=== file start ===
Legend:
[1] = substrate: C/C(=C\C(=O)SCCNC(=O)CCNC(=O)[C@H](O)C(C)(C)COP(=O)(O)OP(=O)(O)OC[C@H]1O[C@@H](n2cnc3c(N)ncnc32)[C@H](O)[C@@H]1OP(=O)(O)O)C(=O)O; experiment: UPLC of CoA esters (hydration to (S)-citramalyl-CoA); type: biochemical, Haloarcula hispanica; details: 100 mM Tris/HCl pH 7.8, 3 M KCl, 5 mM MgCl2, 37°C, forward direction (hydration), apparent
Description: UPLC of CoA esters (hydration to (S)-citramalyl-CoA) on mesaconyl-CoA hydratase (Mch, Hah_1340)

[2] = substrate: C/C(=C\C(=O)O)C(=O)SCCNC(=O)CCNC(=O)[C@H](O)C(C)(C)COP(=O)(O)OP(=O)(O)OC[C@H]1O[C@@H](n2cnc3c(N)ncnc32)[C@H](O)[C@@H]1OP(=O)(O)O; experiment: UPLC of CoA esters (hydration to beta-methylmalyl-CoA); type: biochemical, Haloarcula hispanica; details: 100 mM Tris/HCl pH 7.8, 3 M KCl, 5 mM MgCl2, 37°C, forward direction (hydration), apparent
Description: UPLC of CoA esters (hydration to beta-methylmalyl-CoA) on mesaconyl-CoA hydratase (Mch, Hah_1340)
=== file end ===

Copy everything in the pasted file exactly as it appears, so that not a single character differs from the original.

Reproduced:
Legend:
[1] = substrate: C/C(=C\C(=O)SCCNC(=O)CCNC(=O)[C@H](O)C(C)(C)COP(=O)(O)OP(=O)(O)OC[C@H]1O[C@@H](n2cnc3c(N)ncnc32)[C@H](O)[C@@H]1OP(=O)(O)O)C(=O)O; experiment: UPLC of CoA esters (hydration to (S)-citramalyl-CoA); type: biochemical, Haloarcula hispanica; details: 100 mM Tris/HCl pH 7.8, 3 M KCl, 5 mM MgCl2, 37°C, forward direction (hydration), apparent
Description: UPLC of CoA esters (hydration to (S)-citramalyl-CoA) on mesaconyl-CoA hydratase (Mch, Hah_1340)

[2] = substrate: C/C(=C\C(=O)O)C(=O)SCCNC(=O)CCNC(=O)[C@H](O)C(C)(C)COP(=O)(O)OP(=O)(O)OC[C@H]1O[C@@H](n2cnc3c(N)ncnc32)[C@H](O)[C@@H]1OP(=O)(O)O; experiment: UPLC of CoA esters (hydration to beta-methylmalyl-CoA); type: biochemical, Haloarcula hispanica; details: 100 mM Tris/HCl pH 7.8, 3 M KCl, 5 mM MgCl2, 37°C, forward direction (hydration), apparent
Description: UPLC of CoA esters (hydration to beta-methylmalyl-CoA) on mesaconyl-CoA hydratase (Mch, Hah_1340)